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The Mass Media

Celebrating the Mustang’s 50th anniversary

Ford Mustang 2015
Ford Mustang 2015
For 50 years, Ford’s Mustang has commanded the attention of America, with its affordable pricing and high performance.
 
Debuting in 1965, the car was Ford’s answer to the increasing muscle scene. They aimed to produce a small, light car based on the Falcon chassis that was targeted for a younger demographic.
 
The Mustang quickly became a symbol of America, right next to apple pie and the bald eagle.
 
It is almost the 50th anniversary of the Mustang’s debut, so Ford has decided to do something drastic to commemorate the event.
 
At a first glance, everything on the 2015 model appears to be in order. There’s a base model V6 with 300 rear wheel horse power and 280 lb/ft of torque, as well as a high trim GT which features a 5.0L V8 with 435 rwhp and 400 lb/ft.
 
It has muscular hood curves, big wheels, and even bigger flared wheel arches. It produces numbers that rival the Camaro SS and the Challenger R/T. However, I wouldn’t expect to see a Mustang to rival the Challenger Hellcat. At 707 rwhp, the supercharged Hellcat is out of Ford’s range, for now. 
 
Taking a closer look at the specs, it becomes clear that the Mustang is not aimed at the American youth like it was in ’65. In fact, it looks decidedly European.
 
Nestled in between the V6 and the V8 is another choice, a turbocharged EcoBoost 2.3L 4 cylinder engine. Yes, this 4-pot is the midrange engine with 310 rwhp and even more torque than the V6.
 
It should be noted that the V6 engine, the same 3.7 which can be found in past models, is down on power so that it is not too close to the EcoBoost.
 
Another notable change that heralded the Mustang as a Euro-focused car is the independent rear suspension.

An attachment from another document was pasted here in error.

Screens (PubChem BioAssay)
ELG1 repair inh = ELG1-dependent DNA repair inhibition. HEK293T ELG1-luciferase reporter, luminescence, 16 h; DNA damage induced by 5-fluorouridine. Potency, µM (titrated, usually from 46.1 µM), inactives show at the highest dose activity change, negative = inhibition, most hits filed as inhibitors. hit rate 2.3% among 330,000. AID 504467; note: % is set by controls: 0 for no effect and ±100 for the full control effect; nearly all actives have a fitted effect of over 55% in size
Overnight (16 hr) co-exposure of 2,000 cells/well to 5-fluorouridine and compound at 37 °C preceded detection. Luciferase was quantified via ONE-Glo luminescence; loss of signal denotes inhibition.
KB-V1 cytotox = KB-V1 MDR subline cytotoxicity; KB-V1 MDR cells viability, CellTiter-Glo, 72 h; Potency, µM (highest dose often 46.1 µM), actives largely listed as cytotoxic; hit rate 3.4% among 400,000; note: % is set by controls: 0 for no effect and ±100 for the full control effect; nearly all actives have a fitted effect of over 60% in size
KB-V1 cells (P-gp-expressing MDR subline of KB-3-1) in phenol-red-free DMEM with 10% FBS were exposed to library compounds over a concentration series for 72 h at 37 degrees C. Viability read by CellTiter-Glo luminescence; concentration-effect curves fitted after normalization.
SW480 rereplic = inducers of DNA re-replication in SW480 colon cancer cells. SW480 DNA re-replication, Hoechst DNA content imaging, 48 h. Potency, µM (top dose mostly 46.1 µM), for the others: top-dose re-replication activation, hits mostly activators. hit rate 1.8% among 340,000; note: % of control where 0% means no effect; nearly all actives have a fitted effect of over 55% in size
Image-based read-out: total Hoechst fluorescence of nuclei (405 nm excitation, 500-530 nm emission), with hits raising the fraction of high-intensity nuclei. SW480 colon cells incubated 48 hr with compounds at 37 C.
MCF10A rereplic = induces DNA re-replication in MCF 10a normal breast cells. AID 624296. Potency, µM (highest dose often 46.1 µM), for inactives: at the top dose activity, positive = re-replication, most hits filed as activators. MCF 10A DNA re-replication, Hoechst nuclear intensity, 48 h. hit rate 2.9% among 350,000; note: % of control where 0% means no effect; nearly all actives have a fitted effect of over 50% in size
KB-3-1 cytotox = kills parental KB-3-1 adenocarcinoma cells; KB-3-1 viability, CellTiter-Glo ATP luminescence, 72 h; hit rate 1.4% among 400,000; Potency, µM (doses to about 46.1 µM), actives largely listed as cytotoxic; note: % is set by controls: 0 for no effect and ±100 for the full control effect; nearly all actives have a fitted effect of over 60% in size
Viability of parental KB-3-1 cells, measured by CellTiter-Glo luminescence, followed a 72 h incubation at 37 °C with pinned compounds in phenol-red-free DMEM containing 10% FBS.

Since it was first introduced, the Mustang has dragged around a live rear axle, which is a large metal beam connecting the two rear wheels.  This setup is perfect for straight line speed, drag racing, and installing low-cost limited-slip differentials for killer burnouts. 
 
Live axles are perfect for the show-off in all of us. The independent rear suspension improves handling around corners and eliminates wheel hop.
 
As an aside, the GT will come stock with line lock, a system which allows the driver to engage the front brakes but not the rear brakes.  So now, talentless Johnny Showoff can roast his rear wheels without having to balance the brake, accelerator, and clutch.
 
Which brings us to the most difficult portion of the car, the price. The least you could pay for a new one is $24,000 after fees. A fully optioned Mustang GT Convertible will set you back over $45,000. 
 
What happened to the affordable powerhouse aimed at the young car enthusiast? The new Mustang appears to be aimed at affluent middle aged men who owned a 5.0 Notchback in ’86, and want to relive those burnouts with no discomfort. 
 
Ford spent millions of dollars designing a Mustang that would sell on the world stage, and they managed to create an amazing vehicle. However, they disregarded the features which made the car popular to American youth, and for that reason, I’m not convinced.